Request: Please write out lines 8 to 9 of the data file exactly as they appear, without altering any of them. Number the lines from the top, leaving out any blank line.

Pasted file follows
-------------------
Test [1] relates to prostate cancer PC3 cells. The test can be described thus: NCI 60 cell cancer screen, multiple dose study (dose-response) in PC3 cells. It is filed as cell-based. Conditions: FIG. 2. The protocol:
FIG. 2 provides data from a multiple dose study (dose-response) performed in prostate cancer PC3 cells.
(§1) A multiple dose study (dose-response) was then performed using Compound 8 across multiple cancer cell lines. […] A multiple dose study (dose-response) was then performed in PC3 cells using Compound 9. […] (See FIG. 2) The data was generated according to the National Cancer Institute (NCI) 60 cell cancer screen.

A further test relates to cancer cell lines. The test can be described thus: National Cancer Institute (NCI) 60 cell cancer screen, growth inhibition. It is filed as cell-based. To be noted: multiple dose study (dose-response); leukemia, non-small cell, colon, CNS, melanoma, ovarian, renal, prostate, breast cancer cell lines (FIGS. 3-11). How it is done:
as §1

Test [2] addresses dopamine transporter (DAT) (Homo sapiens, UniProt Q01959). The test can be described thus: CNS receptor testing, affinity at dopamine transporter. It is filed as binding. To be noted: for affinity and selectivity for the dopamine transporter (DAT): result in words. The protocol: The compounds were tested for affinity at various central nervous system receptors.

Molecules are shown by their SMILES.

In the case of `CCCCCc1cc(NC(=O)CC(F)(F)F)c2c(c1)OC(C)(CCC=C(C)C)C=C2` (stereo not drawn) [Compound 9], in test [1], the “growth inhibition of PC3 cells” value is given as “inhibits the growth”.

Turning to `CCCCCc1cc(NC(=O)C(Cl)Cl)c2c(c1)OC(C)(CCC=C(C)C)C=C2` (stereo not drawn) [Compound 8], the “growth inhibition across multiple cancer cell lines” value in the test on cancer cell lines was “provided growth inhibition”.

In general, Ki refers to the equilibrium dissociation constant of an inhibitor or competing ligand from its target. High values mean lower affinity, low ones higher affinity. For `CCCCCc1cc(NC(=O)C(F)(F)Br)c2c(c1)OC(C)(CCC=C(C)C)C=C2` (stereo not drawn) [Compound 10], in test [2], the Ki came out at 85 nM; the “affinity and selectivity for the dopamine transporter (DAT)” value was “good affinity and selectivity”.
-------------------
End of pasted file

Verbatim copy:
In the case of `CCCCCc1cc(NC(=O)CC(F)(F)F)c2c(c1)OC(C)(CCC=C(C)C)C=C2` (stereo not drawn) [Compound 9], in test [1], the “growth inhibition of PC3 cells” value is given as “inhibits the growth”.

Turning to `CCCCCc1cc(NC(=O)C(Cl)Cl)c2c(c1)OC(C)(CCC=C(C)C)C=C2` (stereo not drawn) [Compound 8], the “growth inhibition across multiple cancer cell lines” value in the test on cancer cell lines was “provided growth inhibition”.